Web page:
Rod Stewart had already found success fronting the Jeff Beck Group and the Faces in the late 1960s when his debut solo single, “Maggie May”, hit the charts. The song became the definitive song of his lengthy and highly successful career.
The song barely made it on the Every Picture Tells a Story album and then was relegated to the B-side of “Reason to Believe.” When DJ’s flipped it over, they discovered what Stewart has confirmed is, more or less, the true story of his losing his virginity as a teen to an older woman. WK
The song, however, has not become iconic because of salaciousness, but sincerity and great storytelling. It works like a novella with “colorful characters, surprising situations, and unforgettable moments.” AMG Musically, the song offers Stewart’s “usual fine, raspy singing” TB and “relentless drum-bashing” RS500 from Mickey Waller, which critic Greil Marcus amusingly proclaimed deserving of a Nobel Prize for physics. MA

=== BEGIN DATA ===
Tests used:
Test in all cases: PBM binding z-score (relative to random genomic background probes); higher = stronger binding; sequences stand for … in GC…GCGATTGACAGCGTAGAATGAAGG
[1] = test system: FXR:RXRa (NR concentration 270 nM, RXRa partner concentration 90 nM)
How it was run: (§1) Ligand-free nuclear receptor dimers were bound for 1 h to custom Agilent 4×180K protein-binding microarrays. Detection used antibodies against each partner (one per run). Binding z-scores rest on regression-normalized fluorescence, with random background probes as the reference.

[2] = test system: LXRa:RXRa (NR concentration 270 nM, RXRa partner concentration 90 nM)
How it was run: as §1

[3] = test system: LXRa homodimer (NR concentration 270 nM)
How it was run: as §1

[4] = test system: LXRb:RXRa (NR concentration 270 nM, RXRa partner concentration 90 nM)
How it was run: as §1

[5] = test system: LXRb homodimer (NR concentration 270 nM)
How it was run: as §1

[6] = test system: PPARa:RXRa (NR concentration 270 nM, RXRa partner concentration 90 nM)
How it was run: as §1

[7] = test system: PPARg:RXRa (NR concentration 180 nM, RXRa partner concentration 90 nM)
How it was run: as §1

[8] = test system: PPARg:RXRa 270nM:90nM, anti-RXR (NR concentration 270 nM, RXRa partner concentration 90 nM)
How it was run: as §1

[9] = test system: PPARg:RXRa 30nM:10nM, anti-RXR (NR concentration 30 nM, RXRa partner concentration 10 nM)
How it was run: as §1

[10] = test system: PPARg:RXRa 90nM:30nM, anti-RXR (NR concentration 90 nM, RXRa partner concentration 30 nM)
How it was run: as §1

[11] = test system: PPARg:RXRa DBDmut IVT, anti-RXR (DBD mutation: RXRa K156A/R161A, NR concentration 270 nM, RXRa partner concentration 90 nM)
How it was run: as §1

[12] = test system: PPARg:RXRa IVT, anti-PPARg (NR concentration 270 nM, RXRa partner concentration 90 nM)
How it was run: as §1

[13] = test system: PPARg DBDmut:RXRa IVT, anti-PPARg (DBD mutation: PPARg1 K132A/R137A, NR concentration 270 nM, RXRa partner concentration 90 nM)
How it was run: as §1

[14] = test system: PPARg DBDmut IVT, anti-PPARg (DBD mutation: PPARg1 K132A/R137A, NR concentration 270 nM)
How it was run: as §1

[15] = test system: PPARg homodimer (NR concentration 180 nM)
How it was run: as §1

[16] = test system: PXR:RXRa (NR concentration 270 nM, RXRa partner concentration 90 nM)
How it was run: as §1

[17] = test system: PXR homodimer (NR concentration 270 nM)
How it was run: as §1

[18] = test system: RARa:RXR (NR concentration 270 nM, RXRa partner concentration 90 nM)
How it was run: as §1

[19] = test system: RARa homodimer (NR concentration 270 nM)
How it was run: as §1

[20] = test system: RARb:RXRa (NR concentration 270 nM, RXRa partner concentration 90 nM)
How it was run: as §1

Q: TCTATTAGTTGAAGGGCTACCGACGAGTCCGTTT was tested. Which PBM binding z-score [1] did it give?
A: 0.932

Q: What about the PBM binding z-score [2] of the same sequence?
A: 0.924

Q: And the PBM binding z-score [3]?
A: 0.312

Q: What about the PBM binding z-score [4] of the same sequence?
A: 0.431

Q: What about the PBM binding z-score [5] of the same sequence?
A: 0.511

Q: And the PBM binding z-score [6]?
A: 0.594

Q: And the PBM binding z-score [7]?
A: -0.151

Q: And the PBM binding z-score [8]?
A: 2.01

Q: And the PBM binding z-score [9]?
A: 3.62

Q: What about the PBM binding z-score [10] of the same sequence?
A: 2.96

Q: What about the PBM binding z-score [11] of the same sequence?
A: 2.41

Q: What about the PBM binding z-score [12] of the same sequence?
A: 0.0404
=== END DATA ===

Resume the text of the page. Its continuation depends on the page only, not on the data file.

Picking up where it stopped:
“Maggie May” is featured in the Dave’s Music Database book The Top 100 Songs of the Rock Era, 1954-1999 and the Rock and Roll Hall of Fame’s Top 500 Songs That Shaped Rock and Roll. It also makes best-of lists from Virgin Radio as well as NME and Rolling Stone magazines.
Resources and Related Links:
- the DMDB page for “Maggie May”
- Rod Stewart’s DMDB Encyclopedia entry
- AMG All Music Guide
- CR Toby Creswell. (2005). 1001 Songs: The Great Songs of All Time. Thunder’s Mouth Press: New York, NY. Page 856.
- MA Dave Marsh. (1989). The Heart of Rock and Soul: The 1001 Greatest Singles Ever Made. New York, NY; New American Library. Page 182.
- RS500 Rolling Stone’s “The 500 Greatest Songs of All Time” (12/04).
- TB Thunder Bay Press. (2006). Singles: Six Decades of Hot Hits & Classic Cuts. Outline Press Ltd.: San Diego, CA. Page 129.
- WK Wikipedia.org